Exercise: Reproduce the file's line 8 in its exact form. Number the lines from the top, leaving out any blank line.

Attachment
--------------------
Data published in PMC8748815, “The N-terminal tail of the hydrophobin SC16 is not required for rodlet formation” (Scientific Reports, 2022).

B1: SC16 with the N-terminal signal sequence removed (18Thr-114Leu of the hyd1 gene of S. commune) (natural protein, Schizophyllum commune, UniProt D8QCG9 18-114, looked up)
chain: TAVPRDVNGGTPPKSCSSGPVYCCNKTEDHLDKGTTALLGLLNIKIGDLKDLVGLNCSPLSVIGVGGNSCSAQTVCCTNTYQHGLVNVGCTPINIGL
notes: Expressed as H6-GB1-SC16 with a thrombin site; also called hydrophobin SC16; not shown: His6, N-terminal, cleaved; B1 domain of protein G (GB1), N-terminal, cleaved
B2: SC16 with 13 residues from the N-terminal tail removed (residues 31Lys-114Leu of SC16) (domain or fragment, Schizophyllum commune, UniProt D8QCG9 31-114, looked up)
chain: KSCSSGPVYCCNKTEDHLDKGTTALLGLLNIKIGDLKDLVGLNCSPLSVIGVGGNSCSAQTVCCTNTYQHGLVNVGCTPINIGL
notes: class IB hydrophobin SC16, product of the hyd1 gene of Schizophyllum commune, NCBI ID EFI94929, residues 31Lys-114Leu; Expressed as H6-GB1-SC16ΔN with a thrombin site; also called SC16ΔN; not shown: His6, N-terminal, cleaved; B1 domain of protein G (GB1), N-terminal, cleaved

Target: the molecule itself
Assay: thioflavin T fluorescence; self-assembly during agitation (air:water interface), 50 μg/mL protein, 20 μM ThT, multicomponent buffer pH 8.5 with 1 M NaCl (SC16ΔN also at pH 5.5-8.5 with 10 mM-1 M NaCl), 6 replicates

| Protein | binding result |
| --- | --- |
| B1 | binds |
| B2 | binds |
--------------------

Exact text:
Target: the molecule itself